Holomuni (UWR), June 22, GNA – Holomuni is a cute but remote community in the Wa East District of the Upper West Region.
With an estimated population of about 2,000 people, the community is basically a farming community located about a 120kms far away from Wa.
They are Sissala by tribe but have adopted some elements of the culture of their playmates, the Gonja people because of their proximity to each other.
Thanks to the late President, Professor John Evans Atta Mill’s Rural Electrification Project, the community, despite its distance, can now boast of electricity.
Holomuni lacked a school to educate the many children produced as a result of the lack of other sources of entertainment.
But thanks to a donation by Dr. Rudolf Stell, a German Philanthropist through Brother Dick Vandergeest, a retired Catholic Priest the community now has a complete primary school.
Holomuni also has a health center which is currently being manned by a qualified Midwife to attend to their health needs especially pregnant women.
But, are all these enough to completely take away the worries of the people and restore some hope and the sense of belongingness? The answer is certainly no.
In the first place, making a simple phone call is a very big source of worry for the people of Holomuni.
Residents of the community have to travel a distance of about 68kms to Bulenga which is the nearest community with network coverage.
Despite this, mobile handsets are a common device in the community.
Mr. Boasah Hanzeri Jiamah, Former Assembly member of Holomuni Electoral Area in an interview with the Ghana News Agency (GNA) in the community said the lack of mobile network in the area was one of the community’s biggest headaches.
“Here, if you wish to make a phone call, you have to buy fuel on your motor bike and ride a distance of 68kms to Bulenga to make the call and return”, he said.
Mr. Jiamah said the situation apart from being risky and time consuming also made it difficult for them to communicate with their loved ones outside the community.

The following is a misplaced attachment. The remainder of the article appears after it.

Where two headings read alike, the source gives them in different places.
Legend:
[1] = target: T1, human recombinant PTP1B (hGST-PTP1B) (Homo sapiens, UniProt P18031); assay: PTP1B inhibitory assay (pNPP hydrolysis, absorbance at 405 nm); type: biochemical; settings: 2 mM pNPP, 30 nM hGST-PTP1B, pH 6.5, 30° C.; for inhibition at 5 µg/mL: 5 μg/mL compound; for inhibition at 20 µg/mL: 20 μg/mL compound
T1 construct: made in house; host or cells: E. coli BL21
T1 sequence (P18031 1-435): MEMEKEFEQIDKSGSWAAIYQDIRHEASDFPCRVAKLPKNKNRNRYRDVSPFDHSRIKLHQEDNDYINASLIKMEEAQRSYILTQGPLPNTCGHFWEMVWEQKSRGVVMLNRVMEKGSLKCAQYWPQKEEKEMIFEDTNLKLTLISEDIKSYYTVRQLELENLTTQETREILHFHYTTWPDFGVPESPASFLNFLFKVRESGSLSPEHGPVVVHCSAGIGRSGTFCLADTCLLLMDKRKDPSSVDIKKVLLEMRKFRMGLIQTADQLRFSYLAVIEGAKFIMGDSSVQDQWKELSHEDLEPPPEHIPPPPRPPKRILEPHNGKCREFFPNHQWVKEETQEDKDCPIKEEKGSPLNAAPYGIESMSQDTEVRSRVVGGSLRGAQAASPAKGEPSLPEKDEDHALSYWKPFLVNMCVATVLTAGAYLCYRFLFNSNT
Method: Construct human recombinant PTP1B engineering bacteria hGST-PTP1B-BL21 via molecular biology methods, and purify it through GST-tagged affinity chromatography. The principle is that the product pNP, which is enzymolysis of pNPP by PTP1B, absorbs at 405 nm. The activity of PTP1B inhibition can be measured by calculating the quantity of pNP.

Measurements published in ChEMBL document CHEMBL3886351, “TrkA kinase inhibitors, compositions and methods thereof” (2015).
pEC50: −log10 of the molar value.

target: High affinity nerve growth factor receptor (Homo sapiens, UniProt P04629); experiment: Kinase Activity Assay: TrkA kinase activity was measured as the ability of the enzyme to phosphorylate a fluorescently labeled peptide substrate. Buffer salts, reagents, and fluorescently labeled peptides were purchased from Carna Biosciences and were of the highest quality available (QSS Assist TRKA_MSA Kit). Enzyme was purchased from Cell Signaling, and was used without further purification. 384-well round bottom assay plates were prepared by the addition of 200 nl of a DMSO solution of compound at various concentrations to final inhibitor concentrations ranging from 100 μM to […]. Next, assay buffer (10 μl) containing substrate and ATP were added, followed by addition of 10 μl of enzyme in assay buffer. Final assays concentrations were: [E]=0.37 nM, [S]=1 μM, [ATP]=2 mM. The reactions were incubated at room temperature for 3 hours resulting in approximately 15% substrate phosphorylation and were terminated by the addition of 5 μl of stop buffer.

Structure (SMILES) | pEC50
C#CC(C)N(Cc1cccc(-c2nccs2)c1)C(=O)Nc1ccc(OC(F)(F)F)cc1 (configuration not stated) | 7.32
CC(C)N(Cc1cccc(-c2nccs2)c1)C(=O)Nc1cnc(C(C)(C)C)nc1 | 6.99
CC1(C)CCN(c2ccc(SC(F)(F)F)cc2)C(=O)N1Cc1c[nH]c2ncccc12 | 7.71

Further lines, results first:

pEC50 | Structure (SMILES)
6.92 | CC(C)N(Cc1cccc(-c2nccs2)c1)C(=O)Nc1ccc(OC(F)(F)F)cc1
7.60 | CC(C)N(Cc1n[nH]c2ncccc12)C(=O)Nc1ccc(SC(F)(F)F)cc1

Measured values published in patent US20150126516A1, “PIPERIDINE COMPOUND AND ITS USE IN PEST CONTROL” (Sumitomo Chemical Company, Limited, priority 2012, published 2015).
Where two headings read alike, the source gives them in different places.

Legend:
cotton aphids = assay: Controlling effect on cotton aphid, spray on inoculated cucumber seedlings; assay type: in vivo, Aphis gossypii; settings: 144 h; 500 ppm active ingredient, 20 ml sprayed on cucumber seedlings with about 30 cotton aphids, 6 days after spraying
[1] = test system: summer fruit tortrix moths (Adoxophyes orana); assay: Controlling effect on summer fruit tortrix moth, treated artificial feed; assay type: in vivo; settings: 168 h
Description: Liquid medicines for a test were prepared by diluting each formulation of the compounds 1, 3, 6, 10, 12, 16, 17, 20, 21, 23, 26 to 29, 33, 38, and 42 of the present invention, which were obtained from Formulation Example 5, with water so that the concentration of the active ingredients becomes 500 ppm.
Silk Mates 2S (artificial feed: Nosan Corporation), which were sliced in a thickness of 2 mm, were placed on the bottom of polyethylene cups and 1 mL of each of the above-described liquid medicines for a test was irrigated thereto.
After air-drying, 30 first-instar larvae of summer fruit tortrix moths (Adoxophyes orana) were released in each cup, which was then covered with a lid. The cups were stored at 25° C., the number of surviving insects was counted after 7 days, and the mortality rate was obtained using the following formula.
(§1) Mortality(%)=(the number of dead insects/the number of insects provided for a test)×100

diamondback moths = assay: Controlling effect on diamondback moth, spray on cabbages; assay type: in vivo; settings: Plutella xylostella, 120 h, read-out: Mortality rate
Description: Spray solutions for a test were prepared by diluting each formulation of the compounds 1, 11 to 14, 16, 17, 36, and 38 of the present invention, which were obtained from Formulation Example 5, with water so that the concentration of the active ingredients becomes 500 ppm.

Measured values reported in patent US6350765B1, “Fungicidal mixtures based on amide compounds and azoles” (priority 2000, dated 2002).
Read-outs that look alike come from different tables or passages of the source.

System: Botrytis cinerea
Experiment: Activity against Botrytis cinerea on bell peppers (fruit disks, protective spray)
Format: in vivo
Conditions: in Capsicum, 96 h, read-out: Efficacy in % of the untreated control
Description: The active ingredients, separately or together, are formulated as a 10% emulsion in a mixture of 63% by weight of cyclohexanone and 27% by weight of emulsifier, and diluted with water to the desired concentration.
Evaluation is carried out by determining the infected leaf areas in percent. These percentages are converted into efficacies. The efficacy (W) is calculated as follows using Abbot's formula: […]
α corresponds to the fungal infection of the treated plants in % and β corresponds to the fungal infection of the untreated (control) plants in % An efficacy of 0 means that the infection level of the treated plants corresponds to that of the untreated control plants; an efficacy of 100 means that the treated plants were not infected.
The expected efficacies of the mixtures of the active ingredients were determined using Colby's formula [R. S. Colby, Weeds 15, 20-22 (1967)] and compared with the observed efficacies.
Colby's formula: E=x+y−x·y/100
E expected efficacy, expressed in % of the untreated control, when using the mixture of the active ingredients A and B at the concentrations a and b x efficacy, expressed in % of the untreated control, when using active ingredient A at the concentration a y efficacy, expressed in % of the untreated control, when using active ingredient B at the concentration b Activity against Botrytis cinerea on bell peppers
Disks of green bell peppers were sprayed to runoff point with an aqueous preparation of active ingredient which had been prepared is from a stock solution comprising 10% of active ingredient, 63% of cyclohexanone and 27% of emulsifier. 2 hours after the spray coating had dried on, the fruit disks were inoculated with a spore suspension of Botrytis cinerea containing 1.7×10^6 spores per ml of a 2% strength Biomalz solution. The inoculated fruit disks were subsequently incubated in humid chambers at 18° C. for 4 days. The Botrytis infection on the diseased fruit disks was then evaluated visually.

Brother Vandergeest noted that the issue of communication was big obstacle when he was supervising the school project in the community.
“Each time I wanted to send a message across I have to put it to writing and then go to the station to look for someone who is going there to deliver it to the school headmaster”, he said.
Brother Vandergeest said even when the message is sent, it would still take him days to hear from the Headmaster as he also had to travel 68kms to be able to call him.
The situation is indeed frustrating, he bemoaned.
Mrs. Marcy Ali, a Midwife in the community also shared similar frustrations with the GNA, saying each time she needed to send a message across; she had to write a note and give to anybody from the community going to Wa to deliver it.
“I have no other means of communicating to even my superiors when I am here, this is really bad especially in emergency situations”, she lamented.
The second most important challenge facing the community is the lack of a better means of transportation. The only means of transportation is the motorbike and occasionally a Kia truck.
From Wa, one can always get means easily going to Bulenga. But getting means from Bulenga to Holomuni is the biggest headache.
Any of the available means, be it a motor bike or a Kia truck, is certainly not the best option for transporting a pregnant woman in an emergency situation for a distance of about 120kms.